Global institutions such as the United Nations risk fragmenting unless they become more democratic and share greater power with developing nations, warns an LSE political scientist ahead of this week's meeting of the G20 in London.
In a short film produced for The Independent newspaper, Professor David Held (pictured) points out that the world today is very different to the post-war era that gave birth to the United Nations in 1945.
Professor Held says: 'The world has changed dramatically. Power has diffused across the world. We have seen the rise of Asia and China and the rapidly developing BRIC* countries and these are only partially, if at all, represented in many of our global institutions.'
He claims that, given this transformed world, institutions such as the UN and bodies such as the IMF are flawed in two crucial ways: 'Firstly, many have a system of representation that is anachronistic and too skewed to the old western powers that have had their own way for a long time. Their other flaw is that they depend for their finance on the good will of the powerful countries.
'You wouldn't run a modern state today and call it a modern state if it depended on a system of representation that was skewed to the wealthy and depended on a system of taxation that depended on voluntary donations of the wealthy. And yet, effectively at a global level that is what we have. Markets alone don't work and unrepresentative systems don't work so the challenge is: can we make our global governance institutions more representative and better funded?
'We are facing crucial tests on climate change, on nuclear proliferation. Also, in light of the huge financial crisis that we live with now we need to create new financial institutions to transform the old Bretton Woods systems into an effective system of global regulation.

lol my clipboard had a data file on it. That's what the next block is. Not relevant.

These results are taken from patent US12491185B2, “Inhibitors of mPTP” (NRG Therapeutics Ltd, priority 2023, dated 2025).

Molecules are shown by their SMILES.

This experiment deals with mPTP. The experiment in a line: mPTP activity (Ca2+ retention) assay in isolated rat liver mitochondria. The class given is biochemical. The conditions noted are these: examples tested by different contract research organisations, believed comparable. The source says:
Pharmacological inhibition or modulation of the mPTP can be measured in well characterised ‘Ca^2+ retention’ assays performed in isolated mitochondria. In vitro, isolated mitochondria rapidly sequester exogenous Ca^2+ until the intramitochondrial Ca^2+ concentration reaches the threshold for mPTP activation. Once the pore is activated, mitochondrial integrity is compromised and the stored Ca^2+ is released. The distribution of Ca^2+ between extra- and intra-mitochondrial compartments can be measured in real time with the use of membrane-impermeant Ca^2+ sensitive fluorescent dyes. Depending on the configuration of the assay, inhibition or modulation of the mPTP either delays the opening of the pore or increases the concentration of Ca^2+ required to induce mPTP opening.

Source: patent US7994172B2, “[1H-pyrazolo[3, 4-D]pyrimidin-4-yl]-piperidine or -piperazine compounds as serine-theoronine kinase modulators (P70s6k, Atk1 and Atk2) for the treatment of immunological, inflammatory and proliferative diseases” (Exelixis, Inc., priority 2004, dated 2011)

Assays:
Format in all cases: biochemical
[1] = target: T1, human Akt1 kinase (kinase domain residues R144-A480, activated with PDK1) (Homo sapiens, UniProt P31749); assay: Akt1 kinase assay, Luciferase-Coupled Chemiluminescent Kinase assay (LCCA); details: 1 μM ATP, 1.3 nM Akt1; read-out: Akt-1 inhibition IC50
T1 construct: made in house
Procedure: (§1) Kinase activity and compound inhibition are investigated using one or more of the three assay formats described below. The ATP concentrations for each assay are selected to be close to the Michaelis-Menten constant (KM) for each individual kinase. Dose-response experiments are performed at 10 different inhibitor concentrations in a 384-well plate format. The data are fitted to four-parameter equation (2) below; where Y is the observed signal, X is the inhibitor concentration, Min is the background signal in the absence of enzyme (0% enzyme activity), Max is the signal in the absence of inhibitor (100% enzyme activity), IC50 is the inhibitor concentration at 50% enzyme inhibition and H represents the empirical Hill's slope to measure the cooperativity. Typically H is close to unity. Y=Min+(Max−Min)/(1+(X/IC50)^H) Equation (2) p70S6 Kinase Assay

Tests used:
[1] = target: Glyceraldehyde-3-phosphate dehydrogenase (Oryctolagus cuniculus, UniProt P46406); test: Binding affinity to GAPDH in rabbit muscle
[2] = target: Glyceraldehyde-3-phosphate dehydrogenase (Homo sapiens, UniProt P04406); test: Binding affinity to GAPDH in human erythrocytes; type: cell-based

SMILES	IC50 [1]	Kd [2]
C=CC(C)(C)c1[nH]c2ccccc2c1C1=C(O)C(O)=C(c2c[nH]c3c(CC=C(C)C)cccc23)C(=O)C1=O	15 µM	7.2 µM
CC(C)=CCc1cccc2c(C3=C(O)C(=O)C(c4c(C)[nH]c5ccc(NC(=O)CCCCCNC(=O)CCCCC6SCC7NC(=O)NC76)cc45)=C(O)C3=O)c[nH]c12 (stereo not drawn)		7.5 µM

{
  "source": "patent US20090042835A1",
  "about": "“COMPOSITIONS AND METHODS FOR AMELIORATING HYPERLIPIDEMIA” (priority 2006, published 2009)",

'If we get these right, we will rebuild multilateralism. If we don't, the multilateral order of 1945 will fragment into regions, competitive geopolitical power situations and potentially into a much nastier world.'
The Group of Twenty (G20), comprised of Finance Ministers and Central Bank Governors, will meet in London on April 2. They will discuss stabilizing the world economy, new financial levers, new instruments of macro economic policy and the structure of global financial institutions.
Professor Held says: 'The question is: will there be sufficient leadership and vision to drive serious and decisive change? On the face of it a new world leader like Barack Obama would have to have extraordinary capacities to bring these countries together to forge a new internationalism. Can we create it at this moment? To borrow a phrase, "Yes we can," but are there formidable geopolitical obstacles to a new settlement? Yes there are.'
The film forms part of the Big Ideas series which has been produced by LSE in conjunction with Robin Powell, a freelance journalist for Sky News and The Politics Show on BBC1, and a director of Ember Regis. The company is a pioneer in the field of internet television and produces high-quality video content for a range of private and public sector clients and for all the major UK broadcasters.
You can see the film here: http://www.independent.co.uk/news/world/politics/global-institutions-need-a-drastic-overhaul-1658492.html
*Brazil, Russia, India, China
For more information contact LSE Press Office on 020 7955 7060
1 April 2009